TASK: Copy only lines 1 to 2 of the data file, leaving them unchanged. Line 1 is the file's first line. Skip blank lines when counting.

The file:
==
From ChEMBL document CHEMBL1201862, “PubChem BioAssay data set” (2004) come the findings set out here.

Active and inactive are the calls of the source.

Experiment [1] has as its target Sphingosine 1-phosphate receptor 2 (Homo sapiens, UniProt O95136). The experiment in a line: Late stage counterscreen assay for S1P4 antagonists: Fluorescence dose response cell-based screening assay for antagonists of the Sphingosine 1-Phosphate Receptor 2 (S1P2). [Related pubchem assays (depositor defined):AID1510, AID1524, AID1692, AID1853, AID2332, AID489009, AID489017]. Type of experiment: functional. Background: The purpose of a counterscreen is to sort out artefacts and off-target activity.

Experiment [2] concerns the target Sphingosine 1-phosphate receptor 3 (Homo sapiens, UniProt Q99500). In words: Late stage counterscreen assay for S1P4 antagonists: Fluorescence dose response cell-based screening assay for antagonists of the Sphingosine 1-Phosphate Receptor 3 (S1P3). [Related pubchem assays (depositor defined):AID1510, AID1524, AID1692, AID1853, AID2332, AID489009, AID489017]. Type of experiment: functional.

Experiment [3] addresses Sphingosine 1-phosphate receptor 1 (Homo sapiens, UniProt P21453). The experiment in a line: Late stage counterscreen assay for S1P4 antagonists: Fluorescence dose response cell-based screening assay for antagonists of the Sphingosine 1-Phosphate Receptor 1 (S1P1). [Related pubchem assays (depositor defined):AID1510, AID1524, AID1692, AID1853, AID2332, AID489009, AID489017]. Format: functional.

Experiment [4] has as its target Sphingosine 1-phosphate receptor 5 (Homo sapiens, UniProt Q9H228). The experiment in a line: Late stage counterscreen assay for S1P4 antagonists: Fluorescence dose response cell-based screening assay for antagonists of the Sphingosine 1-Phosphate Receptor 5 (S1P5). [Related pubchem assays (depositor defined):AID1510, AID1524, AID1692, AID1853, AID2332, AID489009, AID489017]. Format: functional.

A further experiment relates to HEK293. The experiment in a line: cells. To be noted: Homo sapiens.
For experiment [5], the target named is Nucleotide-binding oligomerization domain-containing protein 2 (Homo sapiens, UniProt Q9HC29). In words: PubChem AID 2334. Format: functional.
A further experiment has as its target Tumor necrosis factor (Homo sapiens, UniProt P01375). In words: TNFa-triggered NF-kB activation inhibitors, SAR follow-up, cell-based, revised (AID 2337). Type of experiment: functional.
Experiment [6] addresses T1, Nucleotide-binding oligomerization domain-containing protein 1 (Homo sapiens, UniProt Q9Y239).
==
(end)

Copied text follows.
From ChEMBL document CHEMBL1201862, “PubChem BioAssay data set” (2004) come the findings set out here.

Active and inactive are the calls of the source.